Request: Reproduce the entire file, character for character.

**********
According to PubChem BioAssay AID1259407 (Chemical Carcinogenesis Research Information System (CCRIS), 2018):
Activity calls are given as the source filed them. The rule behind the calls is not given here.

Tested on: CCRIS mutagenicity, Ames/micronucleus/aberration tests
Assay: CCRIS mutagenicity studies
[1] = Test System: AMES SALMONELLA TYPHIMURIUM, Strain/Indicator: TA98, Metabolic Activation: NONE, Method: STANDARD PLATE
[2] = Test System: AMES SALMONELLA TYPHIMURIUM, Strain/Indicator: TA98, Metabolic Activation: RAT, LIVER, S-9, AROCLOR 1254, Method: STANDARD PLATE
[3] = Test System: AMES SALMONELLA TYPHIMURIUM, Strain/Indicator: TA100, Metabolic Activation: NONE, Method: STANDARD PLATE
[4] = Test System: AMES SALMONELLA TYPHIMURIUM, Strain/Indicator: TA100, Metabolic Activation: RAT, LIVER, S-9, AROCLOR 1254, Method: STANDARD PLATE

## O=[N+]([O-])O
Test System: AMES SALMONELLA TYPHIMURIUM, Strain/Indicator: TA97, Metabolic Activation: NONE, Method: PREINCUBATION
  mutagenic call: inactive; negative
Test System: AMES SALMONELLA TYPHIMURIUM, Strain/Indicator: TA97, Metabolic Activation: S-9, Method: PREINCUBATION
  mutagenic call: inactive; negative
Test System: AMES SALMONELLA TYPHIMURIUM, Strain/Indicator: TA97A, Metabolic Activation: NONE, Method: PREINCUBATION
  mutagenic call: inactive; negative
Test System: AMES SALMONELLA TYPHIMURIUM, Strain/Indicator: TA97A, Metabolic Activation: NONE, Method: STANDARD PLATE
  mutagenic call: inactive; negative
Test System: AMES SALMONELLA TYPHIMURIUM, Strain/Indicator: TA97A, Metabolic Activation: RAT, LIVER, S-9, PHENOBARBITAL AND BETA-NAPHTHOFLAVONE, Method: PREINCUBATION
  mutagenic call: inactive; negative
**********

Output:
According to PubChem BioAssay AID1259407 (Chemical Carcinogenesis Research Information System (CCRIS), 2018):
Activity calls are given as the source filed them. The rule behind the calls is not given here.

Tested on: CCRIS mutagenicity, Ames/micronucleus/aberration tests
Assay: CCRIS mutagenicity studies
[1] = Test System: AMES SALMONELLA TYPHIMURIUM, Strain/Indicator: TA98, Metabolic Activation: NONE, Method: STANDARD PLATE
[2] = Test System: AMES SALMONELLA TYPHIMURIUM, Strain/Indicator: TA98, Metabolic Activation: RAT, LIVER, S-9, AROCLOR 1254, Method: STANDARD PLATE
[3] = Test System: AMES SALMONELLA TYPHIMURIUM, Strain/Indicator: TA100, Metabolic Activation: NONE, Method: STANDARD PLATE
[4] = Test System: AMES SALMONELLA TYPHIMURIUM, Strain/Indicator: TA100, Metabolic Activation: RAT, LIVER, S-9, AROCLOR 1254, Method: STANDARD PLATE

## O=[N+]([O-])O
Test System: AMES SALMONELLA TYPHIMURIUM, Strain/Indicator: TA97, Metabolic Activation: NONE, Method: PREINCUBATION
  mutagenic call: inactive; negative
Test System: AMES SALMONELLA TYPHIMURIUM, Strain/Indicator: TA97, Metabolic Activation: S-9, Method: PREINCUBATION
  mutagenic call: inactive; negative
Test System: AMES SALMONELLA TYPHIMURIUM, Strain/Indicator: TA97A, Metabolic Activation: NONE, Method: PREINCUBATION
  mutagenic call: inactive; negative
Test System: AMES SALMONELLA TYPHIMURIUM, Strain/Indicator: TA97A, Metabolic Activation: NONE, Method: STANDARD PLATE
  mutagenic call: inactive; negative
Test System: AMES SALMONELLA TYPHIMURIUM, Strain/Indicator: TA97A, Metabolic Activation: RAT, LIVER, S-9, PHENOBARBITAL AND BETA-NAPHTHOFLAVONE, Method: PREINCUBATION
  mutagenic call: inactive; negative